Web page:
- In concentrative meditation, all the attention is on a single-pointed awareness and ignoring all forms of distractions, tuning out everything else. The objective is to still the body in order that higher states of consciousness can be achieved. Its key benefits are that it builds patience and mental acuity.
- Mindfulness meditation includes, among others, both mindfulness-based stress reduction (MBSR) and mindfulness-based cognitive therapy (MBCT). Mindfulness can target different issues, such as stress, depression, or special needs, which means that each experience and focus may be different from practice to practice. It brings you and your thoughts into the present, focusing on emotions, thoughts and sensations that you’re experiencing “here and now”.
- Before you begin meditation, turn off your phone to aeroplane mode and look to be present.
- Devote at least 10 minutes, set a timer, so you can relax and not feel anxious about missing appointments. (I use a phone application called insight timer that plays the sound of a gong or singing bowl, though the regular timer on most phones are helpful too)
As mentioned, meditation can be conducted anytime and anywhere, as long as you make a choice to take this time for yourself. There is no perfect, or peaceful place and time, it can be on your way to work, at home, at a park, even in the bath!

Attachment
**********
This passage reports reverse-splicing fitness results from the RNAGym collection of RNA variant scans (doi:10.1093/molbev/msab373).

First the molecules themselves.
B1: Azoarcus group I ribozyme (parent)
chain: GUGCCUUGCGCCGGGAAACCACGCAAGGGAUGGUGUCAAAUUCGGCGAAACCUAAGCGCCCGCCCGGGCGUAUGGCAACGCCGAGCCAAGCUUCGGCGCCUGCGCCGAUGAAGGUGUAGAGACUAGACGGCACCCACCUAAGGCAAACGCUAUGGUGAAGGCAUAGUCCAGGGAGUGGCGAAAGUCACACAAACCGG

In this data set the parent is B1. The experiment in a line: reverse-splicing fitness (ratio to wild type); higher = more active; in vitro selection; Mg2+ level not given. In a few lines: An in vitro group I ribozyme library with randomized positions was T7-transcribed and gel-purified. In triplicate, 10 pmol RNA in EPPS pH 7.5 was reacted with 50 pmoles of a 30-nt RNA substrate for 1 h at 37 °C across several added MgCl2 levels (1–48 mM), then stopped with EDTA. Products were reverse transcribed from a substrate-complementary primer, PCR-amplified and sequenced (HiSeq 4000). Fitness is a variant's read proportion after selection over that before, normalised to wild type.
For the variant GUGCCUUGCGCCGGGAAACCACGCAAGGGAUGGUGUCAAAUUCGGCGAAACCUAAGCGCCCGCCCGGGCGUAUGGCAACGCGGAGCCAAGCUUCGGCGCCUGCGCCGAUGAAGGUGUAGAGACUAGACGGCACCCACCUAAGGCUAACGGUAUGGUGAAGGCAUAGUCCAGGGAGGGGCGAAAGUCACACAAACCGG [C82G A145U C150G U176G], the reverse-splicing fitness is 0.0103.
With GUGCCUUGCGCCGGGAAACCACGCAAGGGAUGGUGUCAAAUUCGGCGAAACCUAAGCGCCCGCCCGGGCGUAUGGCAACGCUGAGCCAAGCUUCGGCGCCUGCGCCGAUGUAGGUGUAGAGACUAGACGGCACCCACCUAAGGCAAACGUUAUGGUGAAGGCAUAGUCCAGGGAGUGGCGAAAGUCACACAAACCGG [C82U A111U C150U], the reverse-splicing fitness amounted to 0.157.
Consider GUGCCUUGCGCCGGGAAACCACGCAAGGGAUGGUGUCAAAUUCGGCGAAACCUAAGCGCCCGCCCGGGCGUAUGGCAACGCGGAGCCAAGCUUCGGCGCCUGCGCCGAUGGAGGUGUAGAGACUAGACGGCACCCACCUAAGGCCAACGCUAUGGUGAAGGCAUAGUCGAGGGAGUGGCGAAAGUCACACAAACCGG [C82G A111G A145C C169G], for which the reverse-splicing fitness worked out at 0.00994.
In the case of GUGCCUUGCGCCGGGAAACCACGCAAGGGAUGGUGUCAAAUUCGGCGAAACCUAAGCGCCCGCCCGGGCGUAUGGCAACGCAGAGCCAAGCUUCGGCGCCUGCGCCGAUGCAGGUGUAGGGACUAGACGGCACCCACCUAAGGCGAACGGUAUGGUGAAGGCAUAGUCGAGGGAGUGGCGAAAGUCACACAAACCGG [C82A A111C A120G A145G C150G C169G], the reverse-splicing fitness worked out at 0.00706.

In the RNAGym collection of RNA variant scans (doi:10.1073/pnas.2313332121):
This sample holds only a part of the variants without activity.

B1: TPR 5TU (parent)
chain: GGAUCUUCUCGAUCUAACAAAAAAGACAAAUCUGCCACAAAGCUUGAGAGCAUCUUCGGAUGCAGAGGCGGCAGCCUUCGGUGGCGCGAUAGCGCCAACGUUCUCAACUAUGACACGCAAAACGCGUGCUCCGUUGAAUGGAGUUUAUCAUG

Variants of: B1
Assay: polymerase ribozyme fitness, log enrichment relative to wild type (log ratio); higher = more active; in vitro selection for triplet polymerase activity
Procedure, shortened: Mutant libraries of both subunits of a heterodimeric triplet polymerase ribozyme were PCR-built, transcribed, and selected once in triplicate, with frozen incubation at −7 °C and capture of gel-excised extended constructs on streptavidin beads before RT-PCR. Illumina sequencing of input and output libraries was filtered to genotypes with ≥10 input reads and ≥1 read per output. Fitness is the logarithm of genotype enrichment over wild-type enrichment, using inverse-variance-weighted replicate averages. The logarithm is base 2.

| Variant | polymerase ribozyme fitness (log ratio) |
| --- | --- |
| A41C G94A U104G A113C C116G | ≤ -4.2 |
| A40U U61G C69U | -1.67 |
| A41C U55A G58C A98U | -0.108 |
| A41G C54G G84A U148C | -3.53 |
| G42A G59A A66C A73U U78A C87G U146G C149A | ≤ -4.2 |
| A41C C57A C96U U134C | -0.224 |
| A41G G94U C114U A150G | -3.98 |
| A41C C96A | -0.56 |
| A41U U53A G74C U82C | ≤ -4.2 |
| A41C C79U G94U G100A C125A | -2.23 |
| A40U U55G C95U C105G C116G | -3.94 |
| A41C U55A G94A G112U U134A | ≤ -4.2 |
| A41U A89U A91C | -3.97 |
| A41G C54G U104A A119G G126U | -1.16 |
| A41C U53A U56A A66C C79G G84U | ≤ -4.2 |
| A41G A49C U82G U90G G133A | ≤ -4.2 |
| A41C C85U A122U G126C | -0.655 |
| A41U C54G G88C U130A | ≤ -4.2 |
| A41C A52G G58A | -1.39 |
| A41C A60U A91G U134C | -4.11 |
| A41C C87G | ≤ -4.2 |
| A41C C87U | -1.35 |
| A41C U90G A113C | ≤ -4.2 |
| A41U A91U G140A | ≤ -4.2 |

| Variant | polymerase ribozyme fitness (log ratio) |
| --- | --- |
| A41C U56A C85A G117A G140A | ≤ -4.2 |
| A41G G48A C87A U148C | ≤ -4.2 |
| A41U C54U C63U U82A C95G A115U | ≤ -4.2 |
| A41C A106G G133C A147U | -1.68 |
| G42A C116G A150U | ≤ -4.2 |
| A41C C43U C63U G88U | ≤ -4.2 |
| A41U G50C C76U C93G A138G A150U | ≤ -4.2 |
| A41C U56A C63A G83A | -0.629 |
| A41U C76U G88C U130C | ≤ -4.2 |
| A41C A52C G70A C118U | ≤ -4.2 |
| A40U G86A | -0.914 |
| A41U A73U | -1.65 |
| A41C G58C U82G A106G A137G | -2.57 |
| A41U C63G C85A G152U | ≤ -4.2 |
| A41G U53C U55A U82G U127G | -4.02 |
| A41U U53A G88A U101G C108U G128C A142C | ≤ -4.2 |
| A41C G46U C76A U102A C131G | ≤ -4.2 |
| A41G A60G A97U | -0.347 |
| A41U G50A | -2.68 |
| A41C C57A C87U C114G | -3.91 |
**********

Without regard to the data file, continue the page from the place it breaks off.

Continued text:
- Take a deep breath, and get ready to relax. Here are some tips to meditate on your own:
- Sit on a chair or a cushion, or lie down comfortable noticing your spine (I prefer seated because you get to notice the sensations better).
- Breathe in to raise your shoulders up to your ears, hold breath to squeeze tightly and exhale to release physical tension around your shoulders and neck. Allow the shoulders to sink away from the ears. If you are seated, visualise the skeleton upright like a light sabre, and if you are lying down, let the bones sink heavily towards the ground. Repeat 3-5 times. This helps you to relax and release tension.
- Try not to start with closing the eyes fully, instead look downwards to your nose, soften your eyelids halfway and relax the eyeballs. This helps you relax your thoughts and focus on a point.
- The most effective tool of meditation is using the breath. Direct the breath inwards to the diaphragm from the waist up to the shoulders counting for 1,2,3,4, hold for 1,2,3 and out for 6,5,4,3,2,1, hold for 1,2,3 before taking the next inhalation, and repeat for at least 8 rounds, smoothly and evenly. Notice the rising of the breath during inhalation and the falling of the breath during exhalation. After at least 8 rounds of mindful breathing, gently close your eyes and relax. There are many benefits but the purpose here is to bring stillness and focus in the mind.